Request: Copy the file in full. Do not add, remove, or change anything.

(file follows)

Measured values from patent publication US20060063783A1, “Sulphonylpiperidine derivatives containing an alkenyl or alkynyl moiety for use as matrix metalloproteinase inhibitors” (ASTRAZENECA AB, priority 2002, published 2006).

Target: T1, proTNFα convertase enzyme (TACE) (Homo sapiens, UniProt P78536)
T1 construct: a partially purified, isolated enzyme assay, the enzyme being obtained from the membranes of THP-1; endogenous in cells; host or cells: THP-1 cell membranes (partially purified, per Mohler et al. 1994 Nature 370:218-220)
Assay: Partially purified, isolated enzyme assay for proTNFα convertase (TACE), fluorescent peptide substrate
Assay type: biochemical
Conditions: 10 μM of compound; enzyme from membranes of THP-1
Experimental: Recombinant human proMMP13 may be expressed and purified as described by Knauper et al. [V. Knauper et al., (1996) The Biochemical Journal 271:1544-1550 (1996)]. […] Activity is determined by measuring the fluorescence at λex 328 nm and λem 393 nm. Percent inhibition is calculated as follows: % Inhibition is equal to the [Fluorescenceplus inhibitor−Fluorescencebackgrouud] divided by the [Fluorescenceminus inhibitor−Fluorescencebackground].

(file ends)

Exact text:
Measured values from patent publication US20060063783A1, “Sulphonylpiperidine derivatives containing an alkenyl or alkynyl moiety for use as matrix metalloproteinase inhibitors” (ASTRAZENECA AB, priority 2002, published 2006).

Target: T1, proTNFα convertase enzyme (TACE) (Homo sapiens, UniProt P78536)
T1 construct: a partially purified, isolated enzyme assay, the enzyme being obtained from the membranes of THP-1; endogenous in cells; host or cells: THP-1 cell membranes (partially purified, per Mohler et al. 1994 Nature 370:218-220)
Assay: Partially purified, isolated enzyme assay for proTNFα convertase (TACE), fluorescent peptide substrate
Assay type: biochemical
Conditions: 10 μM of compound; enzyme from membranes of THP-1
Experimental: Recombinant human proMMP13 may be expressed and purified as described by Knauper et al. [V. Knauper et al., (1996) The Biochemical Journal 271:1544-1550 (1996)]. […] Activity is determined by measuring the fluorescence at λex 328 nm and λem 393 nm. Percent inhibition is calculated as follows: % Inhibition is equal to the [Fluorescenceplus inhibitor−Fluorescencebackgrouud] divided by the [Fluorescenceminus inhibitor−Fluorescencebackground].